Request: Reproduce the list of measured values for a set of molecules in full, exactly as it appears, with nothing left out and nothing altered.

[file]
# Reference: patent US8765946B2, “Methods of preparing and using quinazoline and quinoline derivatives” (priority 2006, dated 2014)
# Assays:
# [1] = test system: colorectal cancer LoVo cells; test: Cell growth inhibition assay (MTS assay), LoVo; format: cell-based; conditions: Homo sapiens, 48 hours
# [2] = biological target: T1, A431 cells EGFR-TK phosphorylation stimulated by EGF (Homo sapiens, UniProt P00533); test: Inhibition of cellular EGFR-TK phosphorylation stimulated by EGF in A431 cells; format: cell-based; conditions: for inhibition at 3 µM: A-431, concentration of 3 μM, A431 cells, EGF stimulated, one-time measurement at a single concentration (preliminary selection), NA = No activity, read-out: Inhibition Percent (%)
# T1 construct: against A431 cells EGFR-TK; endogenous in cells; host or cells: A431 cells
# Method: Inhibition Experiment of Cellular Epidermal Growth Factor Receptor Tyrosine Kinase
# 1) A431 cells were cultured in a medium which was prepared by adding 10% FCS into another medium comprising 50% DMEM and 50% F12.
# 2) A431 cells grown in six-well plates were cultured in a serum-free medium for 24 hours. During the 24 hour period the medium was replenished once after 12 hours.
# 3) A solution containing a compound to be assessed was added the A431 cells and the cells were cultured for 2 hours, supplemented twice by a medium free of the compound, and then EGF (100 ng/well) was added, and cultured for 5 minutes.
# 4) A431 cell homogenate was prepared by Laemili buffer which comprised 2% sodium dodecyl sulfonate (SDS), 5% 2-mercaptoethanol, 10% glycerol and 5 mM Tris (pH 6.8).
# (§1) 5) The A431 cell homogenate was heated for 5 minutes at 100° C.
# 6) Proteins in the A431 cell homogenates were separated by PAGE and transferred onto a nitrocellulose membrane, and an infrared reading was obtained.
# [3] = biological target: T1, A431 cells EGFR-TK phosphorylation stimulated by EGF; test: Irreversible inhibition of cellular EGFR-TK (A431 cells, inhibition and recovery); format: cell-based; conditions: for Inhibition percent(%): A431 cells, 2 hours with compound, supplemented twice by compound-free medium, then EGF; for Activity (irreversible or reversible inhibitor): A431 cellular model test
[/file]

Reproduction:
# Reference: patent US8765946B2, “Methods of preparing and using quinazoline and quinoline derivatives” (priority 2006, dated 2014)
# Assays:
# [1] = test system: colorectal cancer LoVo cells; test: Cell growth inhibition assay (MTS assay), LoVo; format: cell-based; conditions: Homo sapiens, 48 hours
# [2] = biological target: T1, A431 cells EGFR-TK phosphorylation stimulated by EGF (Homo sapiens, UniProt P00533); test: Inhibition of cellular EGFR-TK phosphorylation stimulated by EGF in A431 cells; format: cell-based; conditions: for inhibition at 3 µM: A-431, concentration of 3 μM, A431 cells, EGF stimulated, one-time measurement at a single concentration (preliminary selection), NA = No activity, read-out: Inhibition Percent (%)
# T1 construct: against A431 cells EGFR-TK; endogenous in cells; host or cells: A431 cells
# Method: Inhibition Experiment of Cellular Epidermal Growth Factor Receptor Tyrosine Kinase
# 1) A431 cells were cultured in a medium which was prepared by adding 10% FCS into another medium comprising 50% DMEM and 50% F12.
# 2) A431 cells grown in six-well plates were cultured in a serum-free medium for 24 hours. During the 24 hour period the medium was replenished once after 12 hours.
# 3) A solution containing a compound to be assessed was added the A431 cells and the cells were cultured for 2 hours, supplemented twice by a medium free of the compound, and then EGF (100 ng/well) was added, and cultured for 5 minutes.
# 4) A431 cell homogenate was prepared by Laemili buffer which comprised 2% sodium dodecyl sulfonate (SDS), 5% 2-mercaptoethanol, 10% glycerol and 5 mM Tris (pH 6.8).
# (§1) 5) The A431 cell homogenate was heated for 5 minutes at 100° C.
# 6) Proteins in the A431 cell homogenates were separated by PAGE and transferred onto a nitrocellulose membrane, and an infrared reading was obtained.
# [3] = biological target: T1, A431 cells EGFR-TK phosphorylation stimulated by EGF; test: Irreversible inhibition of cellular EGFR-TK (A431 cells, inhibition and recovery); format: cell-based; conditions: for Inhibition percent(%): A431 cells, 2 hours with compound, supplemented twice by compound-free medium, then EGF; for Activity (irreversible or reversible inhibitor): A431 cellular model test